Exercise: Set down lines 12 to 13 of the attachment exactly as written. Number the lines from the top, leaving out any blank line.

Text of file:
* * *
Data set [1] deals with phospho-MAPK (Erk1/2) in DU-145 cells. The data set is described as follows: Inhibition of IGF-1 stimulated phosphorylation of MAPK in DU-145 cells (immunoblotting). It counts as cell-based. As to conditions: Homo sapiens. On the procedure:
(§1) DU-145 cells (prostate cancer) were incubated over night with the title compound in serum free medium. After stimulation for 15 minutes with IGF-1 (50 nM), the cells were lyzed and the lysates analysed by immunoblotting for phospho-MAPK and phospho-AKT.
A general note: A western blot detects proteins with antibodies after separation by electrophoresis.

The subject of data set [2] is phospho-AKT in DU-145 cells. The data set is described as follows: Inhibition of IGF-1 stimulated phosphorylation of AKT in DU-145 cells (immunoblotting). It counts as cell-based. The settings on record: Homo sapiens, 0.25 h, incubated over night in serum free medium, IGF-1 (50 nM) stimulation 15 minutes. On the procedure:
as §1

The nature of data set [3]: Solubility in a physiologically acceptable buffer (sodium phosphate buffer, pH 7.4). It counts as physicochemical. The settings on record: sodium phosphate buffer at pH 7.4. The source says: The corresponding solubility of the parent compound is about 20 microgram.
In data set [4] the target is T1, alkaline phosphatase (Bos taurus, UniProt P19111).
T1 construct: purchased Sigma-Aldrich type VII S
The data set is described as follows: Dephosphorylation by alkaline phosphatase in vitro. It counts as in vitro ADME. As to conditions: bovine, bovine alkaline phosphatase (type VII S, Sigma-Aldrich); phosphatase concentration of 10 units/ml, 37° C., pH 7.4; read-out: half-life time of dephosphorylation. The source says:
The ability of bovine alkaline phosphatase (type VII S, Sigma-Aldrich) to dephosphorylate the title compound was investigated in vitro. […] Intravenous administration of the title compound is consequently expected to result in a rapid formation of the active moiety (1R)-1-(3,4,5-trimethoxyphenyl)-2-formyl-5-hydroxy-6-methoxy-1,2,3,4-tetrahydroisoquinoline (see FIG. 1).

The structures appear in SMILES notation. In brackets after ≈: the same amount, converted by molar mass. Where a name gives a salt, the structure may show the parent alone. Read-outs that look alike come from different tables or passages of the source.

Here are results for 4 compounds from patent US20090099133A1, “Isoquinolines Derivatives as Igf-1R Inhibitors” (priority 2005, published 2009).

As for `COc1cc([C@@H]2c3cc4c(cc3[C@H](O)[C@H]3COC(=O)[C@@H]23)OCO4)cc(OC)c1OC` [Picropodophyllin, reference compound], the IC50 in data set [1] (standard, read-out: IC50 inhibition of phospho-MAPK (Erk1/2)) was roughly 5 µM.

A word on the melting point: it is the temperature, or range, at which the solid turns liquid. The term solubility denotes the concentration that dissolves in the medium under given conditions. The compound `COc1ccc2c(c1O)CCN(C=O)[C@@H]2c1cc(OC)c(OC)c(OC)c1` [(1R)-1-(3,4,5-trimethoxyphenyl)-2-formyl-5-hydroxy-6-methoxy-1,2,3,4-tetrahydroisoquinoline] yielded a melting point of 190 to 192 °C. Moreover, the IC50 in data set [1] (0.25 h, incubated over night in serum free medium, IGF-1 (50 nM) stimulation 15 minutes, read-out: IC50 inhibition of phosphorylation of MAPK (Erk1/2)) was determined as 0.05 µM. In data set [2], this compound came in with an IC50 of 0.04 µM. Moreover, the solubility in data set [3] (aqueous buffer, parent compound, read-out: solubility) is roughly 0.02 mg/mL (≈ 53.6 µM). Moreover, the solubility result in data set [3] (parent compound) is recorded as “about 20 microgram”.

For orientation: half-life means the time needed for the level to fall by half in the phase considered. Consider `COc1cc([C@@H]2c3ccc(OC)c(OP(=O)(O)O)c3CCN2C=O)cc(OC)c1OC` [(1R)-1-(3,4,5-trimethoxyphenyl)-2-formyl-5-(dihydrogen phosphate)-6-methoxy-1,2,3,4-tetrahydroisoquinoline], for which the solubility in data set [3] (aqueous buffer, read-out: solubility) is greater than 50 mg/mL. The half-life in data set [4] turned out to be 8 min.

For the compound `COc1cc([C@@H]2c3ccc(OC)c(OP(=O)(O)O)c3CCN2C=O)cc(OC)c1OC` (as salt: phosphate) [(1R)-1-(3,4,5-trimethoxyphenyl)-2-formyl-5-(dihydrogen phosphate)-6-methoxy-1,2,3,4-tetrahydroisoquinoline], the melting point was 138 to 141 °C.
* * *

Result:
Here are results for 4 compounds from patent US20090099133A1, “Isoquinolines Derivatives as Igf-1R Inhibitors” (priority 2005, published 2009).

As for `COc1cc([C@@H]2c3cc4c(cc3[C@H](O)[C@H]3COC(=O)[C@@H]23)OCO4)cc(OC)c1OC` [Picropodophyllin, reference compound], the IC50 in data set [1] (standard, read-out: IC50 inhibition of phospho-MAPK (Erk1/2)) was roughly 5 µM.